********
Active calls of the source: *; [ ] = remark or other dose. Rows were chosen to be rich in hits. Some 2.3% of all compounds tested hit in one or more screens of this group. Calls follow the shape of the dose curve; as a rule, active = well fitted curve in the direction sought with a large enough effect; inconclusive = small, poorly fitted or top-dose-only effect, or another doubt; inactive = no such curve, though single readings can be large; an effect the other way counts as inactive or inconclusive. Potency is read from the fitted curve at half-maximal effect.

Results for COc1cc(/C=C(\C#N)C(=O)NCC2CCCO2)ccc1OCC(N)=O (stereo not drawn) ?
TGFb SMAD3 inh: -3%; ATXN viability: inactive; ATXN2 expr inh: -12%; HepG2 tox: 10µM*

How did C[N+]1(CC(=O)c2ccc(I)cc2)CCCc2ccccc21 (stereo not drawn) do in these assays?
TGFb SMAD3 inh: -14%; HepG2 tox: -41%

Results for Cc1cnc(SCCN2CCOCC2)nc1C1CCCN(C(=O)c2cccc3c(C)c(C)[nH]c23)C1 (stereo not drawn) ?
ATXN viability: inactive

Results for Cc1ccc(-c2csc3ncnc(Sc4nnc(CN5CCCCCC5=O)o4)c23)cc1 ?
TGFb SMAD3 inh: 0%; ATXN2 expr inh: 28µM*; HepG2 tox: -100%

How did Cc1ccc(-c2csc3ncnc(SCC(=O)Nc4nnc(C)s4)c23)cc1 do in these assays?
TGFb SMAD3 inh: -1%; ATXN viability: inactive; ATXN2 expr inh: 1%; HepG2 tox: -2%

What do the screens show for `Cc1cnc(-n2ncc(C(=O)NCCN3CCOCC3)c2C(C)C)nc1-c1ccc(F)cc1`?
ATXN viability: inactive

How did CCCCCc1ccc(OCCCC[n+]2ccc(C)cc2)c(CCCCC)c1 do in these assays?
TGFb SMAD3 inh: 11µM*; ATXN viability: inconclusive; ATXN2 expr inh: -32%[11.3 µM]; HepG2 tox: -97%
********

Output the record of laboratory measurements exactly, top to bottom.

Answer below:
Active calls of the source: *; [ ] = remark or other dose. Rows were chosen to be rich in hits. Some 2.3% of all compounds tested hit in one or more screens of this group. Calls follow the shape of the dose curve; as a rule, active = well fitted curve in the direction sought with a large enough effect; inconclusive = small, poorly fitted or top-dose-only effect, or another doubt; inactive = no such curve, though single readings can be large; an effect the other way counts as inactive or inconclusive. Potency is read from the fitted curve at half-maximal effect.

Results for COc1cc(/C=C(\C#N)C(=O)NCC2CCCO2)ccc1OCC(N)=O (stereo not drawn) ?
TGFb SMAD3 inh: -3%; ATXN viability: inactive; ATXN2 expr inh: -12%; HepG2 tox: 10µM*

How did C[N+]1(CC(=O)c2ccc(I)cc2)CCCc2ccccc21 (stereo not drawn) do in these assays?
TGFb SMAD3 inh: -14%; HepG2 tox: -41%

Results for Cc1cnc(SCCN2CCOCC2)nc1C1CCCN(C(=O)c2cccc3c(C)c(C)[nH]c23)C1 (stereo not drawn) ?
ATXN viability: inactive

Results for Cc1ccc(-c2csc3ncnc(Sc4nnc(CN5CCCCCC5=O)o4)c23)cc1 ?
TGFb SMAD3 inh: 0%; ATXN2 expr inh: 28µM*; HepG2 tox: -100%

How did Cc1ccc(-c2csc3ncnc(SCC(=O)Nc4nnc(C)s4)c23)cc1 do in these assays?
TGFb SMAD3 inh: -1%; ATXN viability: inactive; ATXN2 expr inh: 1%; HepG2 tox: -2%

What do the screens show for `Cc1cnc(-n2ncc(C(=O)NCCN3CCOCC3)c2C(C)C)nc1-c1ccc(F)cc1`?
ATXN viability: inactive

How did CCCCCc1ccc(OCCCC[n+]2ccc(C)cc2)c(CCCCC)c1 do in these assays?
TGFb SMAD3 inh: 11µM*; ATXN viability: inconclusive; ATXN2 expr inh: -32%[11.3 µM]; HepG2 tox: -97%